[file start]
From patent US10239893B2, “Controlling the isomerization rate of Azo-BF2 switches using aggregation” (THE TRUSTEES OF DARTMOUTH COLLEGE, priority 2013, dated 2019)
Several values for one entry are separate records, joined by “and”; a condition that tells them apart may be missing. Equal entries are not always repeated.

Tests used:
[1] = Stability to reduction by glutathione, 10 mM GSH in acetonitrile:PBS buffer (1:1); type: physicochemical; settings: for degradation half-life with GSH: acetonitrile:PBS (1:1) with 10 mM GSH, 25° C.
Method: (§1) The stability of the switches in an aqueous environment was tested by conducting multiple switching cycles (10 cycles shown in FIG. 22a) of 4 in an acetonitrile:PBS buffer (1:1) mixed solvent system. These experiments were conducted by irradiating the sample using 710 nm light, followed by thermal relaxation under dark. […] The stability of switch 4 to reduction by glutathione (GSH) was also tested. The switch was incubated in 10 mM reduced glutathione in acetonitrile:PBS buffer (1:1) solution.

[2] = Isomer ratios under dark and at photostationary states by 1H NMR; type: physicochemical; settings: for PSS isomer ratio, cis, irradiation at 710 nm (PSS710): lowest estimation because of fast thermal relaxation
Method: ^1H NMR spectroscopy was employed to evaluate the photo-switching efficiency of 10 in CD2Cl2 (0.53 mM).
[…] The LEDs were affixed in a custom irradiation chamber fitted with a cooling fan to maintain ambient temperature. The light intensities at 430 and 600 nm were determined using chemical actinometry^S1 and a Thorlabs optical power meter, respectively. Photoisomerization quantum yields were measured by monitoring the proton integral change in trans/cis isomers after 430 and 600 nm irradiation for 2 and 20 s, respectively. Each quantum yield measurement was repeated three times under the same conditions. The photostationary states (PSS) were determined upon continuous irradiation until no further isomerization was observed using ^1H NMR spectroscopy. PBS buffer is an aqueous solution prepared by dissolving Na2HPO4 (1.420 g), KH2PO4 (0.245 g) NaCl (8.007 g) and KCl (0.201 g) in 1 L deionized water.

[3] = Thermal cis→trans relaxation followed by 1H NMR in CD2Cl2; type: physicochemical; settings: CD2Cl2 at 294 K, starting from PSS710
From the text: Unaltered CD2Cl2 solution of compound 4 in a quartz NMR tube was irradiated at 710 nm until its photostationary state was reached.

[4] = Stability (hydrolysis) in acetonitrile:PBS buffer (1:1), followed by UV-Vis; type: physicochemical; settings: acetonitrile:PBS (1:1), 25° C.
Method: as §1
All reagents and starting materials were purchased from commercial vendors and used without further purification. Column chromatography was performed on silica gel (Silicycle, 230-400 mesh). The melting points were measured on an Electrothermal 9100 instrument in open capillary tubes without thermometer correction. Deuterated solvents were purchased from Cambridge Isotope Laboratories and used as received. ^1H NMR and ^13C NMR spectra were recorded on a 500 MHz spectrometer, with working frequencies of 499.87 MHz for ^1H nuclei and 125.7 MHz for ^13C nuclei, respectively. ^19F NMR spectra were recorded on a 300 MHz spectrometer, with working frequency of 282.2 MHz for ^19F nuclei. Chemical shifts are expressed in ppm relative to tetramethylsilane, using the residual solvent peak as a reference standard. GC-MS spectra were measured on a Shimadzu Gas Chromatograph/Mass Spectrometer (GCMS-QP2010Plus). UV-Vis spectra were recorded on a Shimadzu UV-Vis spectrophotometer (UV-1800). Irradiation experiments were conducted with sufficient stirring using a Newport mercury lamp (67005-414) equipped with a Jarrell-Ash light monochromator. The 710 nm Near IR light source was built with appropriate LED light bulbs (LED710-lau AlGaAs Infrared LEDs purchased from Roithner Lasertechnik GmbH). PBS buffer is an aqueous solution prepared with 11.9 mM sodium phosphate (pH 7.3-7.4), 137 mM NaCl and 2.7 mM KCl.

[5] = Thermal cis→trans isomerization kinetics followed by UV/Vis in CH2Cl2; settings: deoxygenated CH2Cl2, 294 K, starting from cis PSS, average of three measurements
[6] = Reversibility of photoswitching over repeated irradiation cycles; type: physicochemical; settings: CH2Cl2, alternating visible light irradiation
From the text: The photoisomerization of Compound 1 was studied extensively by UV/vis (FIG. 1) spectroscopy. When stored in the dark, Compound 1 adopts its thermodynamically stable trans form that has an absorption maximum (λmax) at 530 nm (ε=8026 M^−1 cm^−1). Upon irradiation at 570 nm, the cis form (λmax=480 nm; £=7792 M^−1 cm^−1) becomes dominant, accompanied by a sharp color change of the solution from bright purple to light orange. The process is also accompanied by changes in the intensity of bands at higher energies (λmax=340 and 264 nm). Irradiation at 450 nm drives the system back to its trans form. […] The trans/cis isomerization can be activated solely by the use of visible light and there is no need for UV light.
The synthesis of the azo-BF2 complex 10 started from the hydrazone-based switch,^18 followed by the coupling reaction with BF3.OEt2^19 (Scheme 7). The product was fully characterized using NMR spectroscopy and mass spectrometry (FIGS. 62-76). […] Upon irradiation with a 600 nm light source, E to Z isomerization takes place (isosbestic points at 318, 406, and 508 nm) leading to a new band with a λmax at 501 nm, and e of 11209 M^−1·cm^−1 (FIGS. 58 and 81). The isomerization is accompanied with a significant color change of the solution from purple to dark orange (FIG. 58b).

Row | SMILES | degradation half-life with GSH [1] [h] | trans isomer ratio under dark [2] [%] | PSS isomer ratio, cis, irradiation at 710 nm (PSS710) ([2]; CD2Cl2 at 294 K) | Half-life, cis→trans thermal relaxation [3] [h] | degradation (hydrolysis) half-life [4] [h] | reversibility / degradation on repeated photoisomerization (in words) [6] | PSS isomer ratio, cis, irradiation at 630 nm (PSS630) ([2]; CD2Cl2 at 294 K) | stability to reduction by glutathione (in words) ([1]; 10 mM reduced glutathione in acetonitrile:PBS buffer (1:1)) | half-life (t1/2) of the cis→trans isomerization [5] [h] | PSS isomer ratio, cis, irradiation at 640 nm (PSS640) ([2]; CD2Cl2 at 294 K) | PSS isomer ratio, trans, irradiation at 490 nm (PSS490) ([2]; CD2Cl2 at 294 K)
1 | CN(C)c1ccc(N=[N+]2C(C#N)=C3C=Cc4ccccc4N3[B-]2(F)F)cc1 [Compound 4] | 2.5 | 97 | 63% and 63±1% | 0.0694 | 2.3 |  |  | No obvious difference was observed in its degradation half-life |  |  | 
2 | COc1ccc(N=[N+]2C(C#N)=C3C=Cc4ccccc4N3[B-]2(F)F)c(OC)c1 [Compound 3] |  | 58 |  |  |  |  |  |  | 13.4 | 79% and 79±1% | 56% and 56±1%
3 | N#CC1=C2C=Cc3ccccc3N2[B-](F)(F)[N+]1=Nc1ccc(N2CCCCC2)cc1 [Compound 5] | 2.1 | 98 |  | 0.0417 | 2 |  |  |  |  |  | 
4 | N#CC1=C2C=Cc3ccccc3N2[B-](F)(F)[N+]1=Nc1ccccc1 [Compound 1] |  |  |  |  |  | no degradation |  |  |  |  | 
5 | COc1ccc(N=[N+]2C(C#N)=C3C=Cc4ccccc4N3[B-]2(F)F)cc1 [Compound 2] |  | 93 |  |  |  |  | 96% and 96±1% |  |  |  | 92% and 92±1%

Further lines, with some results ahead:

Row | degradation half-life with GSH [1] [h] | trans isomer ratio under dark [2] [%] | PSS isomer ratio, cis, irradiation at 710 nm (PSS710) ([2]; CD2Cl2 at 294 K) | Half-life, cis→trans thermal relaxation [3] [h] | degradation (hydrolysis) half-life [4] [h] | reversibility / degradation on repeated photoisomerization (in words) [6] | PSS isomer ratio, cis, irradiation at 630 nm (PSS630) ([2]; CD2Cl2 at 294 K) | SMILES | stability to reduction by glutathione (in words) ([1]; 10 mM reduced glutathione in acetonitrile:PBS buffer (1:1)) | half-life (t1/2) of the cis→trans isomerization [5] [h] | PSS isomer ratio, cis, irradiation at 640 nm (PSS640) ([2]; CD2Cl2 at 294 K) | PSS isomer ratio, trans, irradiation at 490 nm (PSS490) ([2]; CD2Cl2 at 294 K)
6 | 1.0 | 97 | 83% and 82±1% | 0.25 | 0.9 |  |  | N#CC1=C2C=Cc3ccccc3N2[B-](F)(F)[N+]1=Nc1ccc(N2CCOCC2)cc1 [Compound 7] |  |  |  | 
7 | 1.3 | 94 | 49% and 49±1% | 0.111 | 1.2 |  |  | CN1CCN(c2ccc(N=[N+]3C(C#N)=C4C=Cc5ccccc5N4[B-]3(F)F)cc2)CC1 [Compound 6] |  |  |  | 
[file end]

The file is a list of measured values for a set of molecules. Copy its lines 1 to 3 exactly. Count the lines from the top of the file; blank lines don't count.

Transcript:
From patent US10239893B2, “Controlling the isomerization rate of Azo-BF2 switches using aggregation” (THE TRUSTEES OF DARTMOUTH COLLEGE, priority 2013, dated 2019)
Several values for one entry are separate records, joined by “and”; a condition that tells them apart may be missing. Equal entries are not always repeated.

Tests used: